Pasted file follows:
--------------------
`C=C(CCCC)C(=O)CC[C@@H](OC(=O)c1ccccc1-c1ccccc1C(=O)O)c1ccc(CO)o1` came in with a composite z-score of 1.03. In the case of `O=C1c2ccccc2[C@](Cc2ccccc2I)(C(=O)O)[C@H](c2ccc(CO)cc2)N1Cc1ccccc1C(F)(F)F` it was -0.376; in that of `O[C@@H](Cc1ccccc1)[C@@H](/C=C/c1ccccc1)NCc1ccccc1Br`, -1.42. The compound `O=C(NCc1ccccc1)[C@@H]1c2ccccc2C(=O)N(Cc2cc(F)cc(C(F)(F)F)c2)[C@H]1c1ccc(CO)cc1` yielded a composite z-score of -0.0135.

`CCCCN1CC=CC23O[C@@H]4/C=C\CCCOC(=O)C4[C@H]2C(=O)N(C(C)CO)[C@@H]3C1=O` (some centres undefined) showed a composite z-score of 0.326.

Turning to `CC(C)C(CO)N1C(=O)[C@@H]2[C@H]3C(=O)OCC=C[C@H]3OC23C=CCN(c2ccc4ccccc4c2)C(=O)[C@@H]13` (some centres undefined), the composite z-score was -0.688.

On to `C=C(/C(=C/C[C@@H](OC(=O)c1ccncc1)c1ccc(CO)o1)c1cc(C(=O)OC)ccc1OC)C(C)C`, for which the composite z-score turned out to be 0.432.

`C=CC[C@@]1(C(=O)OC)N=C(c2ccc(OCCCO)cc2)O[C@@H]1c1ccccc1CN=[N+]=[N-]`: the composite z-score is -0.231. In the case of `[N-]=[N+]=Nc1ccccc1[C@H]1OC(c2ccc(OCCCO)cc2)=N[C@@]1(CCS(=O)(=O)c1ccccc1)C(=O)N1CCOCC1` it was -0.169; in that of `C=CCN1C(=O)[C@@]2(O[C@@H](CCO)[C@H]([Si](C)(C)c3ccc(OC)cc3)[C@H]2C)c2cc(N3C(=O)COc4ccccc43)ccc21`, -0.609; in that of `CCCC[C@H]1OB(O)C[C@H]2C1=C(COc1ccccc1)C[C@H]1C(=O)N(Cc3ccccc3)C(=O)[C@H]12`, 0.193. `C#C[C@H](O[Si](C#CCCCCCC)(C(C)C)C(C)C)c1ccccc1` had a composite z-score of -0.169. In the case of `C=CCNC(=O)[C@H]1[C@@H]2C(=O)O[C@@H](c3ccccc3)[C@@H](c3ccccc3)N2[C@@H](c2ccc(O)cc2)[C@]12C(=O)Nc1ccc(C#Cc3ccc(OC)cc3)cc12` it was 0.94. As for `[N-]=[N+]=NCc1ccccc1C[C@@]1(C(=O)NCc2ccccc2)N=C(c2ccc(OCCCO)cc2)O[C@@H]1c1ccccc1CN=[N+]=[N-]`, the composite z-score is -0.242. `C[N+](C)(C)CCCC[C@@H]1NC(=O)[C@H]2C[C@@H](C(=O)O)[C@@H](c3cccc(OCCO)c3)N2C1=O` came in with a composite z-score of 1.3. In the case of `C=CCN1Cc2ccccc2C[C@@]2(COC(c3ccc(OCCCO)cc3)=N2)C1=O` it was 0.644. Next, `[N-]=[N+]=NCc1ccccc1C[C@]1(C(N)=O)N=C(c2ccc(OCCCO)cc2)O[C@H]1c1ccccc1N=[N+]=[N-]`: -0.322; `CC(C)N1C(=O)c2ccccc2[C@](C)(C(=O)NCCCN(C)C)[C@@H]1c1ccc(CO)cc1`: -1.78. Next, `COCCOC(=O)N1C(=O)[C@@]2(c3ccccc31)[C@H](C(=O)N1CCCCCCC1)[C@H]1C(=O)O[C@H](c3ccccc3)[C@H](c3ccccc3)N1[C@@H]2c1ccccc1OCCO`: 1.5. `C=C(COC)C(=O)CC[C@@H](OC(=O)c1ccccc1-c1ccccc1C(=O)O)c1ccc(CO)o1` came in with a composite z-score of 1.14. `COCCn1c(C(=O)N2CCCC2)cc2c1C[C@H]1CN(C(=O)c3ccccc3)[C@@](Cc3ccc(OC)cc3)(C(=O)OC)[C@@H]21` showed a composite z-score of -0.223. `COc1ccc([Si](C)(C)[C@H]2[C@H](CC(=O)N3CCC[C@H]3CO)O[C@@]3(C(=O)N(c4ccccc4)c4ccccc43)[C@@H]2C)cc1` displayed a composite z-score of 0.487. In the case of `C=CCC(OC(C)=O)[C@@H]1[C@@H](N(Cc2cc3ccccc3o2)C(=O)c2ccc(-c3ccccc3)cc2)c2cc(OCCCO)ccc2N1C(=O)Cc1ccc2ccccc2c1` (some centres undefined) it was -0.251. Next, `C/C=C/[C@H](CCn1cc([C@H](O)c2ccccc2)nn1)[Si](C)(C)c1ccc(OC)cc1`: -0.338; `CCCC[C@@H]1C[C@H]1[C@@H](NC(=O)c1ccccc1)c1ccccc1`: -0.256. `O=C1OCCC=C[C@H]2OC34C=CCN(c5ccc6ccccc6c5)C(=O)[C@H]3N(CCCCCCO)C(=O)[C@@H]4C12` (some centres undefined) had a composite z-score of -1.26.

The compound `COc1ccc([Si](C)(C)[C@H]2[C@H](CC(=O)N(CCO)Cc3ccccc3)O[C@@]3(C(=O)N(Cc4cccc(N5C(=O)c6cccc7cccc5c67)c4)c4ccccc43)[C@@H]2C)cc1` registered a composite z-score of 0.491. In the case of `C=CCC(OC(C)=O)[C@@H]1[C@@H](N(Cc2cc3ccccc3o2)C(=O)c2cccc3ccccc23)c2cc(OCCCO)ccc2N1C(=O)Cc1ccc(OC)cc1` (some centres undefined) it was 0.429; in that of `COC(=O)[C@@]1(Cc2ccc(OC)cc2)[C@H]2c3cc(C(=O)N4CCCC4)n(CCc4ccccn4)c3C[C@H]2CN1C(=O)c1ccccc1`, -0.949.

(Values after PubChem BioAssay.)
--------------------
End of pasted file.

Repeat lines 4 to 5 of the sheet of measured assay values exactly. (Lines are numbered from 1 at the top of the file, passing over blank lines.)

On to `C=C(/C(=C/C[C@@H](OC(=O)c1ccncc1)c1ccc(CO)o1)c1cc(C(=O)OC)ccc1OC)C(C)C`, for which the composite z-score turned out to be 0.432.

`C=CC[C@@]1(C(=O)OC)N=C(c2ccc(OCCCO)cc2)O[C@@H]1c1ccccc1CN=[N+]=[N-]`: the composite z-score is -0.231. In the case of `[N-]=[N+]=Nc1ccccc1[C@H]1OC(c2ccc(OCCCO)cc2)=N[C@@]1(CCS(=O)(=O)c1ccccc1)C(=O)N1CCOCC1` it was -0.169; in that of `C=CCN1C(=O)[C@@]2(O[C@@H](CCO)[C@H]([Si](C)(C)c3ccc(OC)cc3)[C@H]2C)c2cc(N3C(=O)COc4ccccc43)ccc21`, -0.609; in that of `CCCC[C@H]1OB(O)C[C@H]2C1=C(COc1ccccc1)C[C@H]1C(=O)N(Cc3ccccc3)C(=O)[C@H]12`, 0.193. `C#C[C@H](O[Si](C#CCCCCCC)(C(C)C)C(C)C)c1ccccc1` had a composite z-score of -0.169. In the case of `C=CCNC(=O)[C@H]1[C@@H]2C(=O)O[C@@H](c3ccccc3)[C@@H](c3ccccc3)N2[C@@H](c2ccc(O)cc2)[C@]12C(=O)Nc1ccc(C#Cc3ccc(OC)cc3)cc12` it was 0.94. As for `[N-]=[N+]=NCc1ccccc1C[C@@]1(C(=O)NCc2ccccc2)N=C(c2ccc(OCCCO)cc2)O[C@@H]1c1ccccc1CN=[N+]=[N-]`, the composite z-score is -0.242. `C[N+](C)(C)CCCC[C@@H]1NC(=O)[C@H]2C[C@@H](C(=O)O)[C@@H](c3cccc(OCCO)c3)N2C1=O` came in with a composite z-score of 1.3. In the case of `C=CCN1Cc2ccccc2C[C@@]2(COC(c3ccc(OCCCO)cc3)=N2)C1=O` it was 0.644. Next, `[N-]=[N+]=NCc1ccccc1C[C@]1(C(N)=O)N=C(c2ccc(OCCCO)cc2)O[C@H]1c1ccccc1N=[N+]=[N-]`: -0.322; `CC(C)N1C(=O)c2ccccc2[C@](C)(C(=O)NCCCN(C)C)[C@@H]1c1ccc(CO)cc1`: -1.78. Next, `COCCOC(=O)N1C(=O)[C@@]2(c3ccccc31)[C@H](C(=O)N1CCCCCCC1)[C@H]1C(=O)O[C@H](c3ccccc3)[C@H](c3ccccc3)N1[C@@H]2c1ccccc1OCCO`: 1.5. `C=C(COC)C(=O)CC[C@@H](OC(=O)c1ccccc1-c1ccccc1C(=O)O)c1ccc(CO)o1` came in with a composite z-score of 1.14. `COCCn1c(C(=O)N2CCCC2)cc2c1C[C@H]1CN(C(=O)c3ccccc3)[C@@](Cc3ccc(OC)cc3)(C(=O)OC)[C@@H]21` showed a composite z-score of -0.223. `COc1ccc([Si](C)(C)[C@H]2[C@H](CC(=O)N3CCC[C@H]3CO)O[C@@]3(C(=O)N(c4ccccc4)c4ccccc43)[C@@H]2C)cc1` displayed a composite z-score of 0.487. In the case of `C=CCC(OC(C)=O)[C@@H]1[C@@H](N(Cc2cc3ccccc3o2)C(=O)c2ccc(-c3ccccc3)cc2)c2cc(OCCCO)ccc2N1C(=O)Cc1ccc2ccccc2c1` (some centres undefined) it was -0.251. Next, `C/C=C/[C@H](CCn1cc([C@H](O)c2ccccc2)nn1)[Si](C)(C)c1ccc(OC)cc1`: -0.338; `CCCC[C@@H]1C[C@H]1[C@@H](NC(=O)c1ccccc1)c1ccccc1`: -0.256. `O=C1OCCC=C[C@H]2OC34C=CCN(c5ccc6ccccc6c5)C(=O)[C@H]3N(CCCCCCO)C(=O)[C@@H]4C12` (some centres undefined) had a composite z-score of -1.26.